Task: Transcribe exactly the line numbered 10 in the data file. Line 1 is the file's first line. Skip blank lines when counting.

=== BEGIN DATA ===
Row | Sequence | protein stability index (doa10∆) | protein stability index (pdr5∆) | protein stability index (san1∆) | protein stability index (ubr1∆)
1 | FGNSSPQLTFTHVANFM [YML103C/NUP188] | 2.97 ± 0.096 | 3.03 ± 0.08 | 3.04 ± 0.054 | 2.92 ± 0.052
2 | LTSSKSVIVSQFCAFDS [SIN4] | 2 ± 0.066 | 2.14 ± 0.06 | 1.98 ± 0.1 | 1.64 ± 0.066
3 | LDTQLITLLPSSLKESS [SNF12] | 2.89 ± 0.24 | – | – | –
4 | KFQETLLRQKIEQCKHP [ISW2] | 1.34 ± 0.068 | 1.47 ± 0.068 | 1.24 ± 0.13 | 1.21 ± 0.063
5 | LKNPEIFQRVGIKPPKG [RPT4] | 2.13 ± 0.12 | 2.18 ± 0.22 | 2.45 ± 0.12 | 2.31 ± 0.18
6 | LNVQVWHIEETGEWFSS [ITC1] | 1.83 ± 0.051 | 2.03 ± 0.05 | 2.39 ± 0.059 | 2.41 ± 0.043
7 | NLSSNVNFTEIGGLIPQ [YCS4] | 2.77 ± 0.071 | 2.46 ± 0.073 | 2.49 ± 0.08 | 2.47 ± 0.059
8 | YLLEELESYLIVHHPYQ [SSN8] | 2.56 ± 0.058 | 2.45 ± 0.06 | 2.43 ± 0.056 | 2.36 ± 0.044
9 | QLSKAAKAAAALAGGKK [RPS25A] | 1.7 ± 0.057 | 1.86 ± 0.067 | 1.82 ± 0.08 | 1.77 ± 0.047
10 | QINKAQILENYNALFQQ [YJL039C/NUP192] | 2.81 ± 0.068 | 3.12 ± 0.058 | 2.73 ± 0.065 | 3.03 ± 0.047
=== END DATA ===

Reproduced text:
9 | QLSKAAKAAAALAGGKK [RPS25A] | 1.7 ± 0.057 | 1.86 ± 0.067 | 1.82 ± 0.08 | 1.77 ± 0.047